I asked my network of social media managers what they think business owners need in place before working with a social media manager, and there were 10 things that came up again and again.
Here are 8 essential and 2 nice-to-have things therapists need before outsourcing their social media management.
Disclosure: Some of the links below are affiliate links, meaning that at no additional cost to you, I will receive a commission if you click through and make a purchase.
1) A (good) website
Your website should act as the marketing hub for your therapy practice – a space you own where you can share your entire message and give potential clients everything they need to take the next step in working with you. Your website will do the ultimate task of converting clients, and social media is one of the tools you’ll use to get people there.
The good news is that an effective website doesn’t need to cost the earth. WebHealer specialises in creating professional websites for therapists from just £249. (Use code KV1 when you sign up to get £60 off!)
2) A business plan, strategy and goals
In order to be able to create and execute an effective social media strategy, you’ll need to be able to tell your social media manager what your overall business plan, strategy and goals are. Your social media manager will then take this information to create a fully-informed and researched social media strategy designed to get the results you want.
While I and many other social media managers offer basic graphic design, including branded templates, as part of the content creation process, most of us aren’t professional brand designers.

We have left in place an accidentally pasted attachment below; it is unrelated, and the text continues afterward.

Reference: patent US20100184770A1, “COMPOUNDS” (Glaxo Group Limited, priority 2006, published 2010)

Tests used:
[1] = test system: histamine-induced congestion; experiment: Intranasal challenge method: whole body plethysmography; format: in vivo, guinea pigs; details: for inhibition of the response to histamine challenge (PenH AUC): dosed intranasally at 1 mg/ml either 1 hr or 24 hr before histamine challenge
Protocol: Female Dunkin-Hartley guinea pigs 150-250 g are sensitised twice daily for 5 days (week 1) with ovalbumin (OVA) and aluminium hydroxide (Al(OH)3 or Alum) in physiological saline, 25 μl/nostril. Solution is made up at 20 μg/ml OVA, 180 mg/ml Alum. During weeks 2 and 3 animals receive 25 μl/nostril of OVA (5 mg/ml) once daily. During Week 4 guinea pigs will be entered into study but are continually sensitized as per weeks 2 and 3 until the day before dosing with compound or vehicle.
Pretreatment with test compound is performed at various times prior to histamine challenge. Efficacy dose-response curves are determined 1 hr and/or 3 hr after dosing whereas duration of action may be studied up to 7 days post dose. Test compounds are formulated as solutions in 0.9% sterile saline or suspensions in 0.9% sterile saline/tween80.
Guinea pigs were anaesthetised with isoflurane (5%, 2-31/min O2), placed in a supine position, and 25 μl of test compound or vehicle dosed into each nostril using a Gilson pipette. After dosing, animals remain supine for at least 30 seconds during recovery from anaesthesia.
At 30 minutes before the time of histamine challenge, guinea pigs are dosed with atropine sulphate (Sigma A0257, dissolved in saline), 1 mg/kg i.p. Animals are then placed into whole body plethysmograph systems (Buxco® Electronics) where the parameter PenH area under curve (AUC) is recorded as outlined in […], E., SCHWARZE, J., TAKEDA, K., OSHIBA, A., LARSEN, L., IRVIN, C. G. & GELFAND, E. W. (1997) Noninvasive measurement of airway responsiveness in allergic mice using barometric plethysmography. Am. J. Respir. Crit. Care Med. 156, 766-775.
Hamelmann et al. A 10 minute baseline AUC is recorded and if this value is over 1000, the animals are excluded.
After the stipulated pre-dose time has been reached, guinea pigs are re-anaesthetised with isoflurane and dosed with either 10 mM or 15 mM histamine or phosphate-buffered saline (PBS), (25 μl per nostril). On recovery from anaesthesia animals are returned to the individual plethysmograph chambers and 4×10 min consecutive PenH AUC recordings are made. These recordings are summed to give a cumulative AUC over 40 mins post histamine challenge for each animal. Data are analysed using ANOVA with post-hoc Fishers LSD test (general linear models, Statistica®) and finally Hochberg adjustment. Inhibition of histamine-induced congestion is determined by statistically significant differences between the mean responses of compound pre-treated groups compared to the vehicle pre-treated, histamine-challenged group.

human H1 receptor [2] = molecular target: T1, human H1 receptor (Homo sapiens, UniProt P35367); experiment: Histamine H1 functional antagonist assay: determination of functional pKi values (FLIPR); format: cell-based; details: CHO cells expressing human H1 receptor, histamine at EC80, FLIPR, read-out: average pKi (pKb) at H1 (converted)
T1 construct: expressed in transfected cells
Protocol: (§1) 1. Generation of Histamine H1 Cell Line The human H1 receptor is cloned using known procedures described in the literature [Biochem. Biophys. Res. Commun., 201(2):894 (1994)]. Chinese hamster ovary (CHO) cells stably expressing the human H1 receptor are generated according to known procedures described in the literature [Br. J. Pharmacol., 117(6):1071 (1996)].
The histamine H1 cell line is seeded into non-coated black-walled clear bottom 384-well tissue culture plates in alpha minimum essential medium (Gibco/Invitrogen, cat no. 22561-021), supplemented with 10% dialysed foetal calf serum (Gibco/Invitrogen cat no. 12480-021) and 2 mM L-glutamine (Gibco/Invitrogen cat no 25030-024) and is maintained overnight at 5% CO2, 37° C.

Your social media manager will be relying on what you give them in order to be able to create cohesive, branded social media graphics.
At the very least, you’ll want to make sure you have an idea of your brand colours and fonts. (A logo is nice-to-have but not essential.)
Looking for a brand designer to take your business to the next level? I recommend having a chat with Laura from Laura Heard Creative. Laura works on a variety of projects, whether that’s evolving your existing brand and building it up, or starting completely from scratch and creating a bespoke brand concept for you. Laura takes the time to listen and understand your values, creating a brand design package that is you and your business to a tee. Get in touch with her here and be sure to tell her Samantha from Koala VA sent you
4) Realistic expectations and patience
Social media done properly can take time, especially if you’re starting from scratch or implementing a strategy for the very first time.
The strategy your social media manager implements will take a variety of factors into account, balancing laying the necessary foundations, increasing your visibility, and building relationships as well as promoting your services. Expect to allow at least 12 weeks for effects to be seen.
5) A clear idea of who your ideal client is
“When you speak to everyone, you speak to no one”. Seth Godi
The key to successful marketing is knowing who you’re trying to talk to. A clearly defined ideal client will help you to tailor your social media content so it resonates with the people who are:
a) most likely to need and want to work with you
b) the types of people you most want to work with
Not sure who your ideal client is? Book a Power Hour with me and let’s get it figured out!
6) The budget
When it comes to social media strategy, management and content creation you get what you pay for. That means if you go for a budget option you’re highly likely to get a budget service. There, I said it!